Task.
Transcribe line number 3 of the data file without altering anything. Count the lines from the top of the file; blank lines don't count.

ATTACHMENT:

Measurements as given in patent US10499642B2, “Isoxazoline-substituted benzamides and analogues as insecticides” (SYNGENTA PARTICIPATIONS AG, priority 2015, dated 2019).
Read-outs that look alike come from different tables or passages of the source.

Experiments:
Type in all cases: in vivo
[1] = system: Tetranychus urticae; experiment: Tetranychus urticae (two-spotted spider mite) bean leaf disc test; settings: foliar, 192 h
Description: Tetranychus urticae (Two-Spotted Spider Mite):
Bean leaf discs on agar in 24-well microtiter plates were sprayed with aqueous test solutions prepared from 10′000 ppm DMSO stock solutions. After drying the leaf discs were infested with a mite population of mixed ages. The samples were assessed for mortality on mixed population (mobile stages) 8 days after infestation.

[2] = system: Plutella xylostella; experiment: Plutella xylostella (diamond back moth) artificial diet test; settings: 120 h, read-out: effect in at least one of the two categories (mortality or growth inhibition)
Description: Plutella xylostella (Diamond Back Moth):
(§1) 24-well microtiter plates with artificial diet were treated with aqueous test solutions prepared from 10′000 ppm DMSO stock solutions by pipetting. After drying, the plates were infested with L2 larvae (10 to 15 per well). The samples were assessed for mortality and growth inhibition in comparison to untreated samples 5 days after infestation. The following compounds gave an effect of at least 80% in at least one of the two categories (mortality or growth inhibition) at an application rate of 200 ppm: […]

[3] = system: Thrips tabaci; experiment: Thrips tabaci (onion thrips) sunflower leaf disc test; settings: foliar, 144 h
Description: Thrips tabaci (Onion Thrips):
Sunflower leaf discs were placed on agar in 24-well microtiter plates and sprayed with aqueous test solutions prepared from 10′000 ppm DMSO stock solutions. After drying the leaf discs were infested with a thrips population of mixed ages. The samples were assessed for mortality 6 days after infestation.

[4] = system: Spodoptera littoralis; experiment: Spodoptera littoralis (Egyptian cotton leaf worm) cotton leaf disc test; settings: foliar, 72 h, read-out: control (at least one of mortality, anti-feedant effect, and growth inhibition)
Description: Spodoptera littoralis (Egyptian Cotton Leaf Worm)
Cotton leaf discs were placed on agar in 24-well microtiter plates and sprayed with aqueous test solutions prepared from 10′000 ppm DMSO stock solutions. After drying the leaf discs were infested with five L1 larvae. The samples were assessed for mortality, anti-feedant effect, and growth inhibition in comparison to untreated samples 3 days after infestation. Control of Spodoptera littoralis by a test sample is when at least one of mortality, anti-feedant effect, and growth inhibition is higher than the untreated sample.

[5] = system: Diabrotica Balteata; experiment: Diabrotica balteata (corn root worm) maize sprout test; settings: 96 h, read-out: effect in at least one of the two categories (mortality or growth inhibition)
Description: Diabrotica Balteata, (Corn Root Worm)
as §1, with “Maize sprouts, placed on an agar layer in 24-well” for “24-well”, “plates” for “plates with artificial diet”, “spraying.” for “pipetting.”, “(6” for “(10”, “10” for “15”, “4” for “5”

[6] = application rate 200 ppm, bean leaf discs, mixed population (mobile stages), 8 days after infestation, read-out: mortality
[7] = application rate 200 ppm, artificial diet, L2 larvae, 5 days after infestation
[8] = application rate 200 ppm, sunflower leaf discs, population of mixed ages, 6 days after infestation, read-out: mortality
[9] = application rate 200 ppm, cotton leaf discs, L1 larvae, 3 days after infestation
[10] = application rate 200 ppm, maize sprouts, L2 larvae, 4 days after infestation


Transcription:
Experiments: